Lies, Damned Lies, and Statistics on Business Rates

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I started my high street retail career in the fine city of Oxford, so it’s a place that’s close to my heart.  It’s also a place where I first experienced the damage that can be done to an area by a local authority who not only takes its eye off the ball, they take the ball away and refuse to play nice with the local small business community at all.

We closed our last store where we had opened our first 20 years earlier, almost to the day, in Oxford.  It was a sad time for us, made ever more sad by a final tussle with the City Council who had refused us a change of use on the property so that we could finally sell the lease to the only people that wanted it – A Bureau de Change.  They finally relented hours before we were about to call the administrators in.

Not a great end to our Oxford experience, but one that had been marred over the previous 20 years by repeated mismanagement and lack of consideration for the high street.

From a dreadfully thought out one way system, to road works that took over a year to complete and decimated trade for years afterwards, to increasingly hiked, eye-watering parking charges, the city council couldn’t have more effectively shown my business, and many others, the door if they’d tried.

Eventually, after years of depleted useful footfall, and with a new shopping centre that we all knew was going to decimate the traditional retail areas in the city on the horizon, we finally took the hint and left.

Many other small stores and restaurants have followed suit since, and one of the more recent ones – Combibos Coffee – in Gloucester Green made their feelings clear in a newspaper article in the local press, where the owners levied the criticism that the city had “lost it’s sparkle”.

Read the original Oxford Mail Article Here

This chimed with me, not only because, as a jeweller, I think we once provided some of that sparkle, but also because as it mirrored my experience in dealing with the council a few years earlier.  My business had also applied for rates relief before we ultimately gave up on the city where we’d begun our high street adventure.  We were knocked back unceremoniously for our troubles.

The response to this article from the city council seemed to me to support my view, and that of many others in the local community, that they had not grasped the severity of problems in Oxford, particularly for smaller businesses, and were instead trying to wave away such criticism by making bland comments about supporting local businesses.

Moreover the councillor most closely concerned – Mary Clarkson – seemed to be suggesting the council were offering direct support for smaller businesses in the form of targeted business rates relief.

Read the Council’s Response

Intrigued by this claim I made a FOI request asking how many micro-businesses – nationally defined as operations employing 9 people or less – had the council given rates relief to outside of the normal concessions applied on a national basis as part of the new powers granted to local councils in the 2011 Localism Act.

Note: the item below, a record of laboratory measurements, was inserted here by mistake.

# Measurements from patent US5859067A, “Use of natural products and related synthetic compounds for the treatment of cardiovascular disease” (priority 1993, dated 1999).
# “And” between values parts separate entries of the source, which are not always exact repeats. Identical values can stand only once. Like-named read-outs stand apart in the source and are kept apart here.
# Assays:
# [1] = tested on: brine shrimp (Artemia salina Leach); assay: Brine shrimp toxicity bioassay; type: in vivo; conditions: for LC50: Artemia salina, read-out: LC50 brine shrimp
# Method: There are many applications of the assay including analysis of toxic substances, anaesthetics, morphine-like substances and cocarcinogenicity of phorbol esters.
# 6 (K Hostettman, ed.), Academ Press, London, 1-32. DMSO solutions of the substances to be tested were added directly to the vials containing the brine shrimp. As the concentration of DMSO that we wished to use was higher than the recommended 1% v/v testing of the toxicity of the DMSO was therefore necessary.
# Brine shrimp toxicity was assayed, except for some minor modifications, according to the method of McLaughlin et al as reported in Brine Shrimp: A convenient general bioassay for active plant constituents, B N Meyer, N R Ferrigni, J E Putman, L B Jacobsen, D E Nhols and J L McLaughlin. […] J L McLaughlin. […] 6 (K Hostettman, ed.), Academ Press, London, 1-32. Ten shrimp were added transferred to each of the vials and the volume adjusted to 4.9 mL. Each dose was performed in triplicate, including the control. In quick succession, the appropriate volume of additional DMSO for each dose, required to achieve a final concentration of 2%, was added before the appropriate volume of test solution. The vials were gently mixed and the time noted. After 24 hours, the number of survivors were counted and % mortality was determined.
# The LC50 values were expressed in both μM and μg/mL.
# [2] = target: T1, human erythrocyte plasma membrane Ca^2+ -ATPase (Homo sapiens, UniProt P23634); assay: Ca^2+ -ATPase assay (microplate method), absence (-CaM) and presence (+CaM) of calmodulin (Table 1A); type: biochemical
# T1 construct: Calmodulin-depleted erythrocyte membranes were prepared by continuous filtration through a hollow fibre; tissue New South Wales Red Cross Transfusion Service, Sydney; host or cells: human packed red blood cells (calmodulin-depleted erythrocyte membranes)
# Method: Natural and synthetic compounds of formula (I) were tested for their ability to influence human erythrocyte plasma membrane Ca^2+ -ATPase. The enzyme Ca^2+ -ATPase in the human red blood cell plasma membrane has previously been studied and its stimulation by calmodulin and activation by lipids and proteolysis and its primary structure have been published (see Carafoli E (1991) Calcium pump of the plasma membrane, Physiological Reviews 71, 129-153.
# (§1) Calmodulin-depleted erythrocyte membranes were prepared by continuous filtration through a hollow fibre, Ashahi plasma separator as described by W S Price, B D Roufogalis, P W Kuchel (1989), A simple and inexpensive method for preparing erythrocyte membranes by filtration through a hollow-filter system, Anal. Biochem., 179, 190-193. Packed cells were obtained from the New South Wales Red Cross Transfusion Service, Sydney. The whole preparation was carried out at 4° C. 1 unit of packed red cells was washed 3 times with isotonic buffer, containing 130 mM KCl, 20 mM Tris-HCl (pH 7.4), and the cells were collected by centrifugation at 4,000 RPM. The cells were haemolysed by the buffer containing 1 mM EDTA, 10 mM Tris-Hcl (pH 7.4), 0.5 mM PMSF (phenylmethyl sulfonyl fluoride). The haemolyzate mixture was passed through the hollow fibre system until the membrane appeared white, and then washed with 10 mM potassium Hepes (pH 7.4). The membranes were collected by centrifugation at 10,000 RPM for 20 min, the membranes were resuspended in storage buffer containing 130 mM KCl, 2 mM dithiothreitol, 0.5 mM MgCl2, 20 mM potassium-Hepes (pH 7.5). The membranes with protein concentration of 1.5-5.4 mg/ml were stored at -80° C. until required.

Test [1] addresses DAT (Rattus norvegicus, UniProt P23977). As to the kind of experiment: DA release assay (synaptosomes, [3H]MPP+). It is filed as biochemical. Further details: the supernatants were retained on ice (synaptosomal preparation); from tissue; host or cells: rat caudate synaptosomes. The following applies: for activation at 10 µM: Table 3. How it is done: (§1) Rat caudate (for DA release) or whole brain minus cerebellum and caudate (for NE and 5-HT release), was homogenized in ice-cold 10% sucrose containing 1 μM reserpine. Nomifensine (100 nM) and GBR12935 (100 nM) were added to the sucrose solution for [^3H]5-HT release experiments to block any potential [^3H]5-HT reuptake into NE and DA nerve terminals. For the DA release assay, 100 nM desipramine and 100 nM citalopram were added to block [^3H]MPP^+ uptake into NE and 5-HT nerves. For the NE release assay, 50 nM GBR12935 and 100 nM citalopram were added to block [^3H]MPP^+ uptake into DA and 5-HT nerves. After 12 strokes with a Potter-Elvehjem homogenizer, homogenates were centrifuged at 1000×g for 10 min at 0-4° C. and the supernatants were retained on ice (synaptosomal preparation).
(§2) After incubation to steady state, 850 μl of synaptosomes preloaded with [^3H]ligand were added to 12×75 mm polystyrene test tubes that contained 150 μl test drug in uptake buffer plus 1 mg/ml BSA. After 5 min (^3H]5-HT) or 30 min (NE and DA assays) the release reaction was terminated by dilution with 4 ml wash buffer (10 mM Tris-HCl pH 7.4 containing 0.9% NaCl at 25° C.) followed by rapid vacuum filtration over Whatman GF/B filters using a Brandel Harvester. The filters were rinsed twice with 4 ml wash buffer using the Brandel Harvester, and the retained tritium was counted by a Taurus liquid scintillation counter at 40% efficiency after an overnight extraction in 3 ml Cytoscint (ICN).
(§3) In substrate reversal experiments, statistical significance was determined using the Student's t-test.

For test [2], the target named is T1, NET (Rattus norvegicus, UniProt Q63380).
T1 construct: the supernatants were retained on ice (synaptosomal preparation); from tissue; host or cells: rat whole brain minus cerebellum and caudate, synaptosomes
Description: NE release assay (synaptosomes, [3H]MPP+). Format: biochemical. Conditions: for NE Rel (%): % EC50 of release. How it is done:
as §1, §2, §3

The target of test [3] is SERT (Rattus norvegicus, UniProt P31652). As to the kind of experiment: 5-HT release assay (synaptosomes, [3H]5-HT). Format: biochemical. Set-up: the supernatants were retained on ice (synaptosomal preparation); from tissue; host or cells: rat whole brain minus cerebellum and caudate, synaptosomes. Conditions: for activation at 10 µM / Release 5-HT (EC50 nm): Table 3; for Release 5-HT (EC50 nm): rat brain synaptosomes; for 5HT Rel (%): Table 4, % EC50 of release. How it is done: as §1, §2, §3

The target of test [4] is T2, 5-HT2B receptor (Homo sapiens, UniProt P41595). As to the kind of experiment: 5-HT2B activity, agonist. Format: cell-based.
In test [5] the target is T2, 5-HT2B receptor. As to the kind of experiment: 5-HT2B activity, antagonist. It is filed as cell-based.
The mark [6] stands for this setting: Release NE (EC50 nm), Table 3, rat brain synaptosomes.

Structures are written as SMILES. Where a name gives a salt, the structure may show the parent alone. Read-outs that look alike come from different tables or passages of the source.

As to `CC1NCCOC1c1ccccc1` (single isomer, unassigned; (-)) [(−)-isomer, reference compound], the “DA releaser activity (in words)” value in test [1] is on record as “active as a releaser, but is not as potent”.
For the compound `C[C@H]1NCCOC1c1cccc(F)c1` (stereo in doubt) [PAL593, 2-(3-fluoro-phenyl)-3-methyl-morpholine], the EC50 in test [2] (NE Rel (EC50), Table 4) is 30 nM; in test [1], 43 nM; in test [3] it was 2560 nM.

The answer was virtually none.  The only rates relief given as a result of local initiatives came to approximately £40k and this was only to a group of businesses very narrowly defined by the council as operating as if they were charities.

The council made a subsequent claim to the local media that they had in fact given £31m of relief to businesses.  Closer examination of this claim revealed that they had included all the statutory government mandated relief schemes in that figure.  These included such things as transitional relief and charity relief.  As most of us will know, these are simple bolt on measures brought in by the government over many years, intended to reduce the business rates burden, instead of carrying out the root and branch review that everyone, including central government, knows is required.

My concern was that Oxford City Council, in attempting to obfuscate the fact that they have not provided any additional support, were undermining the argument that business rates do need a fundamental rethink.

I know that councils are cash-strapped by government cuts, so expecting them to provide support unaided is probably a tall order.  But in not making that point, and instead relying on empty cut and paste phrases, the council are missing an opportunity to engage with both the government and the business community on the issue.  I have to say that, for a Labour led city council, I find that doubly surprising and disappointing.

As the old truism goes, you can’t deal with a problem if you deny that there is one in the first place.

Unfortunately much of the local media have slightly missed this point and instead focussed on my criticism of the city as a “scruffy clone town”.  I think it’s arguable that it is, and that the reason for that is connected to the council’s apparent lack of support for smaller businesses that provide the diversity and distinctiveness that avoids towns and cities being described as such.  Their recent comments are really only a further indication of this.

I tried to correct this shift of focus in a radio interview I gave on Friday about the local press articles.  Sadly the council didn’t put anyone up to discuss the issue more fully, they will apparently be issuing a fuller statement in due course and I’m waiting with baited breath for that!  In the meantime, as you can hear in the interview they are relying on their claim to support local businesses using the same ‘cut and paste’ answers I accused them of in my letter.